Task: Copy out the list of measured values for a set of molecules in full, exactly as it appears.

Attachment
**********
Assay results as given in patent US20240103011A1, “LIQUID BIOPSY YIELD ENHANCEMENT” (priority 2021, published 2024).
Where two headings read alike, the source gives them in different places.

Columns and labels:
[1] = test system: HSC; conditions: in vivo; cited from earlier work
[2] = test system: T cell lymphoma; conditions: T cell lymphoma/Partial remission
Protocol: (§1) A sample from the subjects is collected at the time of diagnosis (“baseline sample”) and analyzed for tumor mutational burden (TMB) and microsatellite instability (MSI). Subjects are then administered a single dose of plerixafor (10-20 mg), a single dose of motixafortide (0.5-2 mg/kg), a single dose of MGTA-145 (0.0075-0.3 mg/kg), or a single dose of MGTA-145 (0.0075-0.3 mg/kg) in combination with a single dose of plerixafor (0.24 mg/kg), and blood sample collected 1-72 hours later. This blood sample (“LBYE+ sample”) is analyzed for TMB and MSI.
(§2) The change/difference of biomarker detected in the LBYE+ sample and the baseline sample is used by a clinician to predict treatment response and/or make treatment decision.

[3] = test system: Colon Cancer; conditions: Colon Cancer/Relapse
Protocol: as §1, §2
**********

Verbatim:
Assay results as given in patent US20240103011A1, “LIQUID BIOPSY YIELD ENHANCEMENT” (priority 2021, published 2024).
Where two headings read alike, the source gives them in different places.

Columns and labels:
[1] = test system: HSC; conditions: in vivo; cited from earlier work
[2] = test system: T cell lymphoma; conditions: T cell lymphoma/Partial remission
Protocol: (§1) A sample from the subjects is collected at the time of diagnosis (“baseline sample”) and analyzed for tumor mutational burden (TMB) and microsatellite instability (MSI). Subjects are then administered a single dose of plerixafor (10-20 mg), a single dose of motixafortide (0.5-2 mg/kg), a single dose of MGTA-145 (0.0075-0.3 mg/kg), or a single dose of MGTA-145 (0.0075-0.3 mg/kg) in combination with a single dose of plerixafor (0.24 mg/kg), and blood sample collected 1-72 hours later. This blood sample (“LBYE+ sample”) is analyzed for TMB and MSI.
(§2) The change/difference of biomarker detected in the LBYE+ sample and the baseline sample is used by a clinician to predict treatment response and/or make treatment decision.

[3] = test system: Colon Cancer; conditions: Colon Cancer/Relapse
Protocol: as §1, §2